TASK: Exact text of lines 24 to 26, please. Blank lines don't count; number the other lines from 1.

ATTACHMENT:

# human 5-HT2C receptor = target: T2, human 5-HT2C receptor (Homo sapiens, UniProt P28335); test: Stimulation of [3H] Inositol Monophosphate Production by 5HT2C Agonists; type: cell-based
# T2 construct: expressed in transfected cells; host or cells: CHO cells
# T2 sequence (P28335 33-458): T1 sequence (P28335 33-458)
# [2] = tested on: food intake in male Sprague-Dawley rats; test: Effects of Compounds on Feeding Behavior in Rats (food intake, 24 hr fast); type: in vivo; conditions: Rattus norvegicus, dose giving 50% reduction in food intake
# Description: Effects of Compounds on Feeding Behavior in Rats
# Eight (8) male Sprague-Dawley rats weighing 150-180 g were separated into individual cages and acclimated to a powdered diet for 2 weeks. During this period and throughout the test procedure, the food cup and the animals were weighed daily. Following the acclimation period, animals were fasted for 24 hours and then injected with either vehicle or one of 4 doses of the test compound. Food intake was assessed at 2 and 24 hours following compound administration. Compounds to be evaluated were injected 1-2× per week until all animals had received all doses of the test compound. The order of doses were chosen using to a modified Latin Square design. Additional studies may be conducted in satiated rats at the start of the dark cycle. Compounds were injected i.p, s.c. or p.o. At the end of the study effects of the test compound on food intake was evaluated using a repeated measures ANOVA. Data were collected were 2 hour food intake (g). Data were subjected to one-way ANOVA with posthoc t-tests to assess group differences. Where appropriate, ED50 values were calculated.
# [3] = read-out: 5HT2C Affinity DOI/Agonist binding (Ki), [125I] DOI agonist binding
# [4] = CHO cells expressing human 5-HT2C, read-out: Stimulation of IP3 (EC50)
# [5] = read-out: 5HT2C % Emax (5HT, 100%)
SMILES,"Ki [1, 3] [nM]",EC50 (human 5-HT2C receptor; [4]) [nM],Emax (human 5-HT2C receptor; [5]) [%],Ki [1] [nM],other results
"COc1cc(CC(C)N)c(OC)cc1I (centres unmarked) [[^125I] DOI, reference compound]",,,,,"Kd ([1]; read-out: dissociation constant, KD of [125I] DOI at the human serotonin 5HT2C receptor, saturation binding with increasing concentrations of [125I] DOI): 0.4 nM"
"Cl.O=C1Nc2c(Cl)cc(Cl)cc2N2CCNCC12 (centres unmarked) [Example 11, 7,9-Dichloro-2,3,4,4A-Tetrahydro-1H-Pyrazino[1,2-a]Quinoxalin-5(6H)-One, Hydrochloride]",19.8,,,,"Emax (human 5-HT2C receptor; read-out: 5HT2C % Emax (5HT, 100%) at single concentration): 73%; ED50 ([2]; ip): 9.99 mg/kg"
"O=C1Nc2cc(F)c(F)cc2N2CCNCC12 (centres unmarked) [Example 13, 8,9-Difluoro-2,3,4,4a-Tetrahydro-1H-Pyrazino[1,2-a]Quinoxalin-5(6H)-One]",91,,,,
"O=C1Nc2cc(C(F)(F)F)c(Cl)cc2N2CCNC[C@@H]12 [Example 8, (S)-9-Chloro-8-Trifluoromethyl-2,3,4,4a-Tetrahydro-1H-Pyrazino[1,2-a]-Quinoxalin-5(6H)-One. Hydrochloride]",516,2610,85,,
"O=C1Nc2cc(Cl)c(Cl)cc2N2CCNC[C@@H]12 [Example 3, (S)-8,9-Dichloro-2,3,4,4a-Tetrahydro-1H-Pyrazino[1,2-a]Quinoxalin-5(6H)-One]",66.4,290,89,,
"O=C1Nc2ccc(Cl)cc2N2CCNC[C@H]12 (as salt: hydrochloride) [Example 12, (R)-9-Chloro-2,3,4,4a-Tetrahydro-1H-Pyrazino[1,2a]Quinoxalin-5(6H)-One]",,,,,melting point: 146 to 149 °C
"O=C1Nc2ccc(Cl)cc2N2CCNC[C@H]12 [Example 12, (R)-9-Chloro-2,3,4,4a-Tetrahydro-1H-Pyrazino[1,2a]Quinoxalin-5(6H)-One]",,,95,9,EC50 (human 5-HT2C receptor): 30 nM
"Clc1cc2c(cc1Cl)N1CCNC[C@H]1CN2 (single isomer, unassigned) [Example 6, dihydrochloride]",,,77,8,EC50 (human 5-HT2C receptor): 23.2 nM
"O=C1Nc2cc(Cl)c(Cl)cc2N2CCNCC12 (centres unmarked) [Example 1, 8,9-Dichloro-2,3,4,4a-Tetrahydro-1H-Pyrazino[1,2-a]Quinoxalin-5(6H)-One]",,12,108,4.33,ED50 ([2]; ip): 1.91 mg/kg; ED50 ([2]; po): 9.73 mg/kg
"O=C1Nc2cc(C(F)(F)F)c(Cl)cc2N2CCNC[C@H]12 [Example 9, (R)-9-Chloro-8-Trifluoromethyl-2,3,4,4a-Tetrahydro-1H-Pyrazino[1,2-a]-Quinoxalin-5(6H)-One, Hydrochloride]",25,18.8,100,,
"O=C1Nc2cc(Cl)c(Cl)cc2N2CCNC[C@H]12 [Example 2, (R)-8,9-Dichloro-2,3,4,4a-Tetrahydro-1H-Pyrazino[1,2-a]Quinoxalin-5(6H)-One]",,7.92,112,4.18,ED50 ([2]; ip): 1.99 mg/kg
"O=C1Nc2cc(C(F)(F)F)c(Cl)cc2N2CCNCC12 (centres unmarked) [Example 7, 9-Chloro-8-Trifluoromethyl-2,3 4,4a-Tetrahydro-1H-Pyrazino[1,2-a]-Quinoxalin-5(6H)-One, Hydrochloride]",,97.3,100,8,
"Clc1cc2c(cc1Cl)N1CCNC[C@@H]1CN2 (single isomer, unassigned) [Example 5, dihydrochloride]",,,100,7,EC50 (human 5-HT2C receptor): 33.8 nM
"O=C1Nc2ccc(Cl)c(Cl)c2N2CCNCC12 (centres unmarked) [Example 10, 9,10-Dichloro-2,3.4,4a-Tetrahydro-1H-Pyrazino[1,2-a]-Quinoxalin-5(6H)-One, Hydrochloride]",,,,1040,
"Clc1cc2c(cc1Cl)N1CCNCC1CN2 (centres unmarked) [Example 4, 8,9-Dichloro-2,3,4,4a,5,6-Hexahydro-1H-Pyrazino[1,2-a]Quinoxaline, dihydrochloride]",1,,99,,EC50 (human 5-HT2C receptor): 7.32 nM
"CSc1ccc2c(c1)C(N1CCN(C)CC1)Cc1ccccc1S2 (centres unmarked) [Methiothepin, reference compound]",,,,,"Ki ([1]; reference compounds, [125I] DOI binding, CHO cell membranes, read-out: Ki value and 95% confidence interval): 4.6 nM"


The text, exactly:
"O=C1Nc2ccc(Cl)c(Cl)c2N2CCNCC12 (centres unmarked) [Example 10, 9,10-Dichloro-2,3.4,4a-Tetrahydro-1H-Pyrazino[1,2-a]-Quinoxalin-5(6H)-One, Hydrochloride]",,,,1040,
"Clc1cc2c(cc1Cl)N1CCNCC1CN2 (centres unmarked) [Example 4, 8,9-Dichloro-2,3,4,4a,5,6-Hexahydro-1H-Pyrazino[1,2-a]Quinoxaline, dihydrochloride]",1,,99,,EC50 (human 5-HT2C receptor): 7.32 nM
"CSc1ccc2c(c1)C(N1CCN(C)CC1)Cc1ccccc1S2 (centres unmarked) [Methiothepin, reference compound]",,,,,"Ki ([1]; reference compounds, [125I] DOI binding, CHO cell membranes, read-out: Ki value and 95% confidence interval): 4.6 nM"